Over the years, YouTube has become the ultimate online go-to location for just about anything – it’s no longer just funny random videos like in the early days of the Internet. Whatever you need, YouTube has it – latest music, celebrity gossip, tutorials, discussions with fellow online gamers and various pop-culture fandoms. If you have something to share with this world, creating your content and putting it out there has never been easier.
When you find success as an online content creator, one of the essential elements to maintaining your relevance and growth is developing your own brand. Here you can find a detailed guide on how to start a YouTube channel from scratch.
If you already have some experience on YouTube, you know that visual identity is half of your brand. This is why we are going to dedicate this post to guiding you through the process of visual branding on YouTube.
True, what counts the most and what gets the views is your video content – but that doesn’t mean that your YouTube channel should not look presentable. Inadequate YouTube banner size and design can quickly ruin the second impression of a visitor who clicked on your channel after watching a great video.
YouTube’s custom grey banner instead of your own sends a message that you don’t want to bother. Stretched out, pixelated or cut off picture as a central theme of your web presentation does not promise enticing, high-quality videos. But don’t fret – setting up your channel with the right YouTube banner size and design is neither complicated nor expensive, so let’s get to work right now.
The Right YouTube Banner Size
The optimal YouTube banner size is 2560 x 1440 pixels. Sound huge? Well, the rule is here for a good reason. YouTube wants to make sure that your channel art looks sufficiently sharp and detailed on any device. It probably does not pop into your mind if you’re watching YouTube from your smartphone or laptop. However, think what happens when somebody opens the very same window on large monitor or TV screen – your magnificent 800×600 cover art will look like a washed out silky dress that accidentally went through the high-temperature program in the washing machine.
1. Know Where’s the Focus
The story of size adjustment, however, does not end here. As your channel is viewed on different devices, the YouTube banner size and format changes. You want to make sure that the most important part of the image does not get cut off in the process – so follow these recommendations.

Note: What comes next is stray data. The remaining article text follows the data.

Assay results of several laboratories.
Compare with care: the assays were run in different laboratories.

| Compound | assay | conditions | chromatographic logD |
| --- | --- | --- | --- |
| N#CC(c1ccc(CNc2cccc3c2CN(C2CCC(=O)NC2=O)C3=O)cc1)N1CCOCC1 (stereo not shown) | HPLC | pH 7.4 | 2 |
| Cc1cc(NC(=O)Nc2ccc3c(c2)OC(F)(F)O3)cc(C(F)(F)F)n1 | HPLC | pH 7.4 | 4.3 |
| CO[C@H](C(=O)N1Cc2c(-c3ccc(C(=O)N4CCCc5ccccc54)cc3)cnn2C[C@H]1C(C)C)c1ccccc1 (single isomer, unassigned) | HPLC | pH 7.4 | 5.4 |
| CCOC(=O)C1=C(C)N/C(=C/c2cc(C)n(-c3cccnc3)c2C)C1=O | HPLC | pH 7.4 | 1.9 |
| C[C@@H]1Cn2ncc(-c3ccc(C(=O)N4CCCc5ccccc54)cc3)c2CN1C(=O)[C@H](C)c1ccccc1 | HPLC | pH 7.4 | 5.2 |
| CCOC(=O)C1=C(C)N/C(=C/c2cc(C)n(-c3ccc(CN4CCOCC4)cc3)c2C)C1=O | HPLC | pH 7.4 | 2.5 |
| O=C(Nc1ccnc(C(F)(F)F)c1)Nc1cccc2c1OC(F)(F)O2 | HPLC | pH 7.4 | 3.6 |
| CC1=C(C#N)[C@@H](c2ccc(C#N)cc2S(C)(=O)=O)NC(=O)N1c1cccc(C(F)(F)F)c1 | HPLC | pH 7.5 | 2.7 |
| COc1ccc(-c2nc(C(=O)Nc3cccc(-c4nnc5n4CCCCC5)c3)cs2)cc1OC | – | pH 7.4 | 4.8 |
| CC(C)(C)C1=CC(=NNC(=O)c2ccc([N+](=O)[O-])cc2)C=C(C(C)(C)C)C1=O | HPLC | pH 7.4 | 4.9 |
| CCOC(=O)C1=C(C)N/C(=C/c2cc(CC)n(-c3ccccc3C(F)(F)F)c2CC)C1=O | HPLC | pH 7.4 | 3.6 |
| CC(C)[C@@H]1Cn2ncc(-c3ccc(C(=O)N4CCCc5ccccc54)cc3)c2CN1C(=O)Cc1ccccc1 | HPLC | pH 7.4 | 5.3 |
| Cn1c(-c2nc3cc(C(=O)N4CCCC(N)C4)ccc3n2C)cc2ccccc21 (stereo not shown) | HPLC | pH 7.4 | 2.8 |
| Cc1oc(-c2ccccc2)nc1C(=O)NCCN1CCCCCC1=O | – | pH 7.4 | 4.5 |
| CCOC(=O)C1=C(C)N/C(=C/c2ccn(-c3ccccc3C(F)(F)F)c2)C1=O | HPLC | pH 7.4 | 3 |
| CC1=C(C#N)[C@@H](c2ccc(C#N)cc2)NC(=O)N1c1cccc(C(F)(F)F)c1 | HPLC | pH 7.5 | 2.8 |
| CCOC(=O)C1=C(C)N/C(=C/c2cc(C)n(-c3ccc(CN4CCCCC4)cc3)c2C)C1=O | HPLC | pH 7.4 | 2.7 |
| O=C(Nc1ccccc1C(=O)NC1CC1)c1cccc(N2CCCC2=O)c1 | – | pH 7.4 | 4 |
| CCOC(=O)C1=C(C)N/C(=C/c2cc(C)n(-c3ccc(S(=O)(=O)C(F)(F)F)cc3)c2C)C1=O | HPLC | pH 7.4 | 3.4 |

When you design a cover art, you want to make sure to put all the vital info, such as name, logo, phone number or call to action, in the central area that won’t get cut off in any “edition.” On computer screens, things got a bit easier since YouTube moved the channel profile picture from the upper left area of banner and separated it from the cover art – now you no longer have to worry that some detail might get obscured this way.
However, on a mobile version, your profile picture still gets in the way of the cover art, so these things need to be taken into account when you’re designing your YouTube banner.
2. Design with Size in Mind
As you’re uploading the banner, YouTube offers you a preview of its look on different devices, but there are other ways to make sure you’re not going back and forth with the faulty cover image.
Visit YouTube Support page, where you’ll find detailed instructions on creating a banner, as well as downloadable size template that is compatible with Photoshop and Fireworks. This way, you’ll be able to see how your banner looks on different devices while you’re designing it, and you can put every detail in the right place.
But it’s not only about aligning the things in the right place – it’s also about the message your banner design is sending.
YouTube Banner as Part of Branding
While you may be tempted to go with the quickest solution and slap a pretty picture just to fill the space, think twice before you do that. Here are three things you should think about when you’re branding your YouTube channel.
3. Show People What’s Special About You
Pelagic Life is a YouTube channel of Mexico-based conservation group dedicated to the protection of marine wildlife and sustainable tourism. You can find riveting content on their channel – high-quality videos of some of the most awe-inspiring marine creatures, including orcas and great white sharks. The organization’s community on Facebook boasts more than 360,000 members. But on YouTube, Pelagic Life has only 290 subscribers – and their lack of interest in gathering more is reflected in the channel’s somewhat bleak design. While the profile picture or cover art are not bad – they are hardly the best this channel has to offer.
On the other hand, Charlie Schneider, a person behind Emergency Awesome channel, makes sure to tell people what he’s all about, in a way that speaks perfectly to his nerdy target audience – fans of Game of Thrones and movies and TV shows based on DC and Marvel comics. With cartoon version of his profile picture and banner showing stylized drawings of GOT’s Daenerys Targaryen and superhero Flash, Schneider sends a message that fans are in for a dose of easy-going, entertaining discussion about their favorite TV content.